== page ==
Keywords:Magnetotellurics, Resistivity structure, Earthquake swarm
By using the broad-band magnetotelluric (MT) data acquisition system (Metronix ADU-07 system) and the recently developed telluric loggers (NT System Design ELOG1K), we measured electromagnetic fields in the eastern part of the Beppu-Haneyama fault zone, Kyushu island, Japan. At 53 telluric measurement sites, the MT impedances were calculated by using the magnetic fields recorded at other sites. Total number of Broad-band (200~0.0003 Hz) MT and telluric sites amounted up 73. Preliminary 3-D inversion shows the following features of the resistivity structure; (1) sub-vertical conductors are imaged at a shallow level beneath the faults; (2) the deep resistivity structure is approximately trending NE-SW direction that is not consistent with the EW-trending directions of the fault zone. The studied area is known not only as the faults but also as geothermal activities with famous hot-springs (Beppu and Yufuin) and three active volcanoes (Tsurumi, Garan, and Yufu). Therefore, it is likely that the geothermal fluids supplied beneath the volcanoes flows along NE trending faults, then discharges out in hot springs. However, the preliminary result shows that the deep trend of the resistivity structure is not consistent with the surface trace of faults, which may imply the faults are not extended to the deep level. It should be noticed that the hypocenters of earthquake swarms around Beppu City in 2007 (Maeda et al., 2010) are distributed NE-SW horizontally, which is consistent with the trend of deep resistivity structure. This may suggest that the fluids movement was not guided by the faults but by the deep resistivity structure, subsequently triggered the earthquake swarms in around Beppu City.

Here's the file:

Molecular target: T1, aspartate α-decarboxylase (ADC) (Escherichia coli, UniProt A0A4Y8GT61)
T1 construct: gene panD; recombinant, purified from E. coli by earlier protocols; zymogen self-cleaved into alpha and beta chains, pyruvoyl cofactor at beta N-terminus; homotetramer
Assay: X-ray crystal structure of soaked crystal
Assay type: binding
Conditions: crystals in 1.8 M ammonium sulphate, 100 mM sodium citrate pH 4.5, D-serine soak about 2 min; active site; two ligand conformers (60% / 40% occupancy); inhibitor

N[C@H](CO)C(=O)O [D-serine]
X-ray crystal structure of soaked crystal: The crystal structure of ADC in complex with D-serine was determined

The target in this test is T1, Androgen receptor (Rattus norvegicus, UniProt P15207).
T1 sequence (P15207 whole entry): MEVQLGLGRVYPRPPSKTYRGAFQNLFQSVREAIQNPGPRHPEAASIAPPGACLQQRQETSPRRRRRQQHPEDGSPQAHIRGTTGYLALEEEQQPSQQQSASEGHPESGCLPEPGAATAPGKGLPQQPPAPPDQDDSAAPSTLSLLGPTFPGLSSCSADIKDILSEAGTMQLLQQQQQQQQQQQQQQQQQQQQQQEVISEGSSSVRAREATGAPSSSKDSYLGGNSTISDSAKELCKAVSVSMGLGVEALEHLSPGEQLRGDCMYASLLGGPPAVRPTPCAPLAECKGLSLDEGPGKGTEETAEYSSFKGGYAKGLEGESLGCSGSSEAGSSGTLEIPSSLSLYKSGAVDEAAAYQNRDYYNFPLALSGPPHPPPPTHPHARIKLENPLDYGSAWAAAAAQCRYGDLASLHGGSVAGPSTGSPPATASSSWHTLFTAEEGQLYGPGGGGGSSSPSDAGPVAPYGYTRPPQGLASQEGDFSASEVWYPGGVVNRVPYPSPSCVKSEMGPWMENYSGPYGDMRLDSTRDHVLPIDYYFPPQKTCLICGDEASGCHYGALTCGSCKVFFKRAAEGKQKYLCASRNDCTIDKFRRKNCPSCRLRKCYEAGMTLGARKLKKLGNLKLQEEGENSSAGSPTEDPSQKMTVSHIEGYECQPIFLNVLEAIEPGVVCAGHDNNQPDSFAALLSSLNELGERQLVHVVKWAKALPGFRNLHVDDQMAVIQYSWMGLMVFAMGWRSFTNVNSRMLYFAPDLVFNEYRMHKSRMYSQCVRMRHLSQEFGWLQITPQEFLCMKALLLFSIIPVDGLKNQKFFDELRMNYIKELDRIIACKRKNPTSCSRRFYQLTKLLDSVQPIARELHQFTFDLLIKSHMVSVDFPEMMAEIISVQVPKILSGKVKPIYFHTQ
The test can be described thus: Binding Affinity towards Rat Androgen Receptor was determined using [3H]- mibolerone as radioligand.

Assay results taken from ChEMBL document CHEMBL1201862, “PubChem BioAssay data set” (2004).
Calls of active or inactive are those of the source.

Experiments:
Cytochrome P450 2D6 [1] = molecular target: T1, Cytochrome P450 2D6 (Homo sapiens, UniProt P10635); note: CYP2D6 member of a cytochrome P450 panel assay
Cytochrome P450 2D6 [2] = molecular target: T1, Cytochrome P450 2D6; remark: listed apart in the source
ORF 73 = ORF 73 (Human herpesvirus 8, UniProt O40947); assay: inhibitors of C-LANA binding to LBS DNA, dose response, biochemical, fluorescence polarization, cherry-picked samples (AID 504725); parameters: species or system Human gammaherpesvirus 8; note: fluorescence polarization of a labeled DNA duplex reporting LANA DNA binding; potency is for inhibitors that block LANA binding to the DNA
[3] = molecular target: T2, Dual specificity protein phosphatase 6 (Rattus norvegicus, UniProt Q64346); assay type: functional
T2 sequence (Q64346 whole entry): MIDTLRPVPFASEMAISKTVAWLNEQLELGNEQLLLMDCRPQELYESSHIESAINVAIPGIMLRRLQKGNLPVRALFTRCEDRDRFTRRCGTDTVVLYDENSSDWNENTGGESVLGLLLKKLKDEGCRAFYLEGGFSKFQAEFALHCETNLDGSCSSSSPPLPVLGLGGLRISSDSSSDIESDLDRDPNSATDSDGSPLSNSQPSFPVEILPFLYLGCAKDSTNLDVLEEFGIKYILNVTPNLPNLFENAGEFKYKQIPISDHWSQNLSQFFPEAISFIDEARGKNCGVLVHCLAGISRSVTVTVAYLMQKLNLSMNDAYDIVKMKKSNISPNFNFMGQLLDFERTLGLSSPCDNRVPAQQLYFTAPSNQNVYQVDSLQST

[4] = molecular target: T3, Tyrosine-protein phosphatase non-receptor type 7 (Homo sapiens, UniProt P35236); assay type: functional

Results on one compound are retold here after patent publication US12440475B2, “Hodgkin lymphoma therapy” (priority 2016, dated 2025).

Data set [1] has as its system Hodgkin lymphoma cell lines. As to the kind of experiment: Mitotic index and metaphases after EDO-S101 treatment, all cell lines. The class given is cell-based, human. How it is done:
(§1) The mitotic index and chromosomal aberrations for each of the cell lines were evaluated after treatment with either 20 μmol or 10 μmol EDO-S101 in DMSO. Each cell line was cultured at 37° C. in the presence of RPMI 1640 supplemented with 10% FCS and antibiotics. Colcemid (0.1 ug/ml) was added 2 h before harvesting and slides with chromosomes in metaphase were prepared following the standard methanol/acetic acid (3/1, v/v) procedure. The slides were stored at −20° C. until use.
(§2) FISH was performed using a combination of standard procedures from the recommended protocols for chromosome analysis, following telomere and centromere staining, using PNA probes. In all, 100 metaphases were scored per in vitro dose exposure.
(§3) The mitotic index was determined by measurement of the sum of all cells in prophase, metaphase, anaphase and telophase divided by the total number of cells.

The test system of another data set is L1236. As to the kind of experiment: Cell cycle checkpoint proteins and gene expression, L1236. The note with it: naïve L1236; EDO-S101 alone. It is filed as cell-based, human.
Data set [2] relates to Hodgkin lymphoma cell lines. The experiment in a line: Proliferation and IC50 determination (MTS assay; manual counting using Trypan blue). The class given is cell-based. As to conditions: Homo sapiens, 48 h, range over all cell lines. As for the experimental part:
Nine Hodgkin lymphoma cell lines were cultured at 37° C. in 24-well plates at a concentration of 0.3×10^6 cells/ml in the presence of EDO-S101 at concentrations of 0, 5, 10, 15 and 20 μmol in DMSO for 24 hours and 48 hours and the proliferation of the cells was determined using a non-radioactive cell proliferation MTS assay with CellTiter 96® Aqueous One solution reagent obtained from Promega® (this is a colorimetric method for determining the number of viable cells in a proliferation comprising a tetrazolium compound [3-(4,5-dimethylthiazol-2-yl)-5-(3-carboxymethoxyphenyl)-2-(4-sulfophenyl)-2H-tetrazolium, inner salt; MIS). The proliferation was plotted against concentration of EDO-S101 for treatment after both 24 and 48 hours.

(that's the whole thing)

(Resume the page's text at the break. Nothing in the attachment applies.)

We are greatly indebted to the land owners for their permission for field campaigns. The MT data were partly obtained using the ADU07 system from Earthquake Research Institute, University of Tokyo (Kyodo-Riyo Code 2015-F2-04). The geomagnetic data used for the remote-reference processing were provided by the Kakioka Geomagnetic Observatory of JMA. Our gratitude goes to Y. Ogawa and W. Siripunvaraporn for supplying his 2-D and 3-D inversion code. We used the computer systems at the Earthquake Information Center of the Earthquake Research Institute, University of Tokyo, for 3-D inversion of the resistivity structure. This study was supported by the Ministry of Education, Culture, Sports, Science and Technology (MEXT) of Japan.